(4) For example, the Austrian branch of (the internet takeaway ordering service) accepts bitcoins. In addition, a bar in Vienna's third district accepts Bitcoin (

(5) According to the website, there are 27 points of sale accepting bitcoins in Vienna. This acceptance rate is higher than in Munich, Germany – which has seven points of sale – but significantly lower than in Zurich, Switzerland, which has 41 points of sale.

(6) Parliamentary Question Nr. 1577/J 25. GP, dated May 23 2014.

(7) Falschlehner/Klausberger, Zur finanzmarktaufsichtsrechtlicher Einordnung von Bitcoins in Eberwein/Steiner (Hrsg), Bitcoins, 37ff.

(8) BGBl. I 107/2010 implemented the EU E-money Act (2009/110/EC) into the Austrian legal system.

(9) See the definition of 'electronic money' under Point 2 of Article 2 of EU Directive 2009/110/EC.

(10) 'New' bitcoins are generated by mining (ie, no centralised institution or issuer exists).

(11) The term is interpreted in an extensive manner and will apply to generally accepted monetary surrogates of any kind (Karas/Traxler/Waldherr in Dellinger, Bankwesengesetz, § 1 RZ 56).



(14) Loukota/Wimpissinger, Bitcoins – steuerrechtliche Aspekte in Eberwein/Steiner (Hrsg), Bitcoins, 63ff.

(15) Loukota/Wimpissinger, Bitcoins – steuerrechtliche Aspekte in Eberwein/Steiner (Hrsg), Bitcoins, 95f.



(18) The European Banking Authority's opinion on virtual currencies, EBA/Op/2014/08, July 4 2014, available at

(19) In its warning (see Footnote 11), the FMA stated that the anonymity of virtual money transactions could be used to finance criminal acts (eg, money laundering, drug trafficking and child pornography).

(20) Glaser, Bitcoins aus strafrechtlicher Sicht in Eberwein/Steiner (Hrsg), Bitcoins, 127ff.

(21) Of course, a smartphone may be stolen; however, any bitcoins stored on the smartphone will not be considered. That said, specific computer-based crimes may apply.

(22) For example, bitcoins stored on a stolen smartphone which are transferred to the bitcoin wallet of the thief.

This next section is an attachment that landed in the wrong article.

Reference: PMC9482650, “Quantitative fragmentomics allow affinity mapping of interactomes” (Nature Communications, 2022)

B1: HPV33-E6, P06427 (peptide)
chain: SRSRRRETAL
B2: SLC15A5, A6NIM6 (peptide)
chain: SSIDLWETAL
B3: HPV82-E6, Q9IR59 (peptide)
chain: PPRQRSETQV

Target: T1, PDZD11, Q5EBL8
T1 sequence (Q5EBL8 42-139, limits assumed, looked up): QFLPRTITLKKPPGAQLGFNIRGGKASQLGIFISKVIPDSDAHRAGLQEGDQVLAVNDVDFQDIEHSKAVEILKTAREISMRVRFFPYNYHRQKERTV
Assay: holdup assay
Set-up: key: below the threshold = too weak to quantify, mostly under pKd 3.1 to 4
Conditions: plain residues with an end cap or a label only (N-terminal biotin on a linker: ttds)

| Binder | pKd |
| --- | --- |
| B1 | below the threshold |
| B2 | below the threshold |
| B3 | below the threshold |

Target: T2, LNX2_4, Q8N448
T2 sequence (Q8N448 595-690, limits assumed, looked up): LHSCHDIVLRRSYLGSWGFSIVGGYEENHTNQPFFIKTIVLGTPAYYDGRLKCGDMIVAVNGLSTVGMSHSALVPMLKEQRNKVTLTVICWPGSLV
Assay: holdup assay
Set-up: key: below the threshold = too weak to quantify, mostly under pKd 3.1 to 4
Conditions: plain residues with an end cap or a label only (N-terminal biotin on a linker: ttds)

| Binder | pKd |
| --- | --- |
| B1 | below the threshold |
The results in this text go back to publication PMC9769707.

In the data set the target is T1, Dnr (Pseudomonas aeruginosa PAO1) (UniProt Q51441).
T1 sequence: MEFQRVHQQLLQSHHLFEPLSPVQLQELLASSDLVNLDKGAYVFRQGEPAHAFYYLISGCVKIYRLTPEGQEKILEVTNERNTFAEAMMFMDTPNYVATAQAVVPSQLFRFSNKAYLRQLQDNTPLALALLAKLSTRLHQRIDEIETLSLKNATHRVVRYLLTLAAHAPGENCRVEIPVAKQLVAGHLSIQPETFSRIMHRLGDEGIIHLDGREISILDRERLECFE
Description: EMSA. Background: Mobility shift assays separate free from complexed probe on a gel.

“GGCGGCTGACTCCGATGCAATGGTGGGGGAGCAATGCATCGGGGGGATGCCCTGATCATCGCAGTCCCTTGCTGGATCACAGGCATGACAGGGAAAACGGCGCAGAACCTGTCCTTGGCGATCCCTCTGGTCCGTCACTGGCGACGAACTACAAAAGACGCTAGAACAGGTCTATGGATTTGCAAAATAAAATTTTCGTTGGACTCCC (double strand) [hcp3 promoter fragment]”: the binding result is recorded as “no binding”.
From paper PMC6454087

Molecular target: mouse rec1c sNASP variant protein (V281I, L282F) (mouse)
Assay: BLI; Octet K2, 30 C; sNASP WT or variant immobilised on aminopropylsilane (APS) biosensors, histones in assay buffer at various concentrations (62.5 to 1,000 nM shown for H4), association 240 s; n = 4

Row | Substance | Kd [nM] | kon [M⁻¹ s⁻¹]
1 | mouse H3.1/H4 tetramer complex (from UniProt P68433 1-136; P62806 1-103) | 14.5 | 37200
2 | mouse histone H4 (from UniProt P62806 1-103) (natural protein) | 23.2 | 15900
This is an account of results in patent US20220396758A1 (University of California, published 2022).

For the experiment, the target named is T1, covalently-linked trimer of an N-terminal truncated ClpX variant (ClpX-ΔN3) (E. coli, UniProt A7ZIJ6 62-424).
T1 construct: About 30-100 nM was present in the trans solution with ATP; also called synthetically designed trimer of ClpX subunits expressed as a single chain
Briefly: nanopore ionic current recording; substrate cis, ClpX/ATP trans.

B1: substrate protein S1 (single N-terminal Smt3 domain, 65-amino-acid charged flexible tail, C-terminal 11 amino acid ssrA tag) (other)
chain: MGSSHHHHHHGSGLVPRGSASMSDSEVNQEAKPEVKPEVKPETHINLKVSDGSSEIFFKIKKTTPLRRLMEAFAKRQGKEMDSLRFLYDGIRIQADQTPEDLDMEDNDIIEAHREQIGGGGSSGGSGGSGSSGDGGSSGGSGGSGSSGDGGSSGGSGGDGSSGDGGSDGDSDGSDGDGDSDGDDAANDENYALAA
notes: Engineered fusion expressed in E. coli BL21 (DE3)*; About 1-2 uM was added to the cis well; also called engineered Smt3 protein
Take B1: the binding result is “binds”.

(23) Directive 2005/60/EC of the European Parliament and the EU Council of October 26 2005 on the Prevention of the Use of the Financial System for the Purpose of Money Laundering and Terrorist Financing.

(24) International Standards on Combating Money Laundering and the Financing of Terrorism & Proliferation.

(25) See the section entitled "The rationale for a consistent regulatory response across the EU", Point 185 et seq, of the European Banking Authority's opinion dated July 4 2014.

(26) Point 186 of the European Banking Authority's opinion, dated July 4 2014.

(27) On May 5 2015 the US Financial Crimes Enforcement Network (FinCEN) entered into an agreement with Ripple Labs Inc. Ripple agreed to pay a significant fine and admitted, among other things, that it had failed to register as a money service business as a result of selling the XRP virtual currency and to satisfy anti-money laundering and transaction reporting obligations. This agreement was based on FinCEN's guidance issued in March 2013, clarifying the applicability of the Banking Secrecy Act on users, administrators and exchangers of virtual currencies and defining 'administrators' and 'exchangers' of virtual currencies as money transmitters. Money transmitters qualify as money service businesses and must be registered under the Banking Secrecy Act.